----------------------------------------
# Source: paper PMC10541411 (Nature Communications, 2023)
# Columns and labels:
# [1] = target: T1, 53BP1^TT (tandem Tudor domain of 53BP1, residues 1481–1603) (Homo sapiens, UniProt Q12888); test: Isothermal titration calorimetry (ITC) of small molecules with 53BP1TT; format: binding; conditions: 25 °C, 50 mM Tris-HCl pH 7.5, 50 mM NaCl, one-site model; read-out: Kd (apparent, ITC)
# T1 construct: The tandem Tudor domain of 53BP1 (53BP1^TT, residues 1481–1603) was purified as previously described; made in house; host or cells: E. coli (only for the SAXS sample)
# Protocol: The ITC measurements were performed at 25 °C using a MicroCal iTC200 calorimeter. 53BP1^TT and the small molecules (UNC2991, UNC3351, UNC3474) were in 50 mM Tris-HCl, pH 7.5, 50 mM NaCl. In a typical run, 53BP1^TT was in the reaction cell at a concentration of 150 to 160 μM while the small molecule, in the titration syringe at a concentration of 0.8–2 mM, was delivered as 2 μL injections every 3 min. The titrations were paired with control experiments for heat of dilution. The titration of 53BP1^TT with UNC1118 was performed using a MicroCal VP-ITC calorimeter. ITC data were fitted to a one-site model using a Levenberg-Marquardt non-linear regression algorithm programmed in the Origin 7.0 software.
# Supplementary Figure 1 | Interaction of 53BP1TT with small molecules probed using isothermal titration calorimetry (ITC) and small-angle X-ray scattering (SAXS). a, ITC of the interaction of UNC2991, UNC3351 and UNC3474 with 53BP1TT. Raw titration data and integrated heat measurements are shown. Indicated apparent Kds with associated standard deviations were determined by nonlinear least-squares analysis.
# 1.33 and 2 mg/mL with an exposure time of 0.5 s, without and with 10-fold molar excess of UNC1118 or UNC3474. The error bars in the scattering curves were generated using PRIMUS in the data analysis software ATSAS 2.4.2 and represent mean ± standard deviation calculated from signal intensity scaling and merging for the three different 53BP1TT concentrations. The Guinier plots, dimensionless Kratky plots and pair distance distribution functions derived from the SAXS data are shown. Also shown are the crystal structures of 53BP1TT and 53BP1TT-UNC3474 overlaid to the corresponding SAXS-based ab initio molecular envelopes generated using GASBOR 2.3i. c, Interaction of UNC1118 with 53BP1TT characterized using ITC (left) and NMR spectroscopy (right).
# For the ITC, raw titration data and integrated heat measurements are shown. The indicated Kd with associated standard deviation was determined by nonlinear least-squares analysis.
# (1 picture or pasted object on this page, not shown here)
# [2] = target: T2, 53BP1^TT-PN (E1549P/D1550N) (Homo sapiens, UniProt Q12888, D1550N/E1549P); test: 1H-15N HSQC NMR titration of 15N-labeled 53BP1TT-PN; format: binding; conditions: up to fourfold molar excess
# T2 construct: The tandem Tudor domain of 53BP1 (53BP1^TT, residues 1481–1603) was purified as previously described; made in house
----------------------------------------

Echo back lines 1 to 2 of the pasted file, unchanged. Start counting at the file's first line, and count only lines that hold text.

# Source: paper PMC10541411 (Nature Communications, 2023)
# Columns and labels: